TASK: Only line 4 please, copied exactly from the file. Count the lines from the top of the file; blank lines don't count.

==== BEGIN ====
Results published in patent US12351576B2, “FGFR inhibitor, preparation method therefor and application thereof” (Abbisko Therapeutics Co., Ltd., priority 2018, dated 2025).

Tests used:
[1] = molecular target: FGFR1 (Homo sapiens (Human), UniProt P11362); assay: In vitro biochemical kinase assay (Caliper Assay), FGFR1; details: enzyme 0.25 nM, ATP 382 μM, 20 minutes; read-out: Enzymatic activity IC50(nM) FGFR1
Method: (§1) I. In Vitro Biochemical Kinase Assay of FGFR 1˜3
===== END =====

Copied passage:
Method: (§1) I. In Vitro Biochemical Kinase Assay of FGFR 1˜3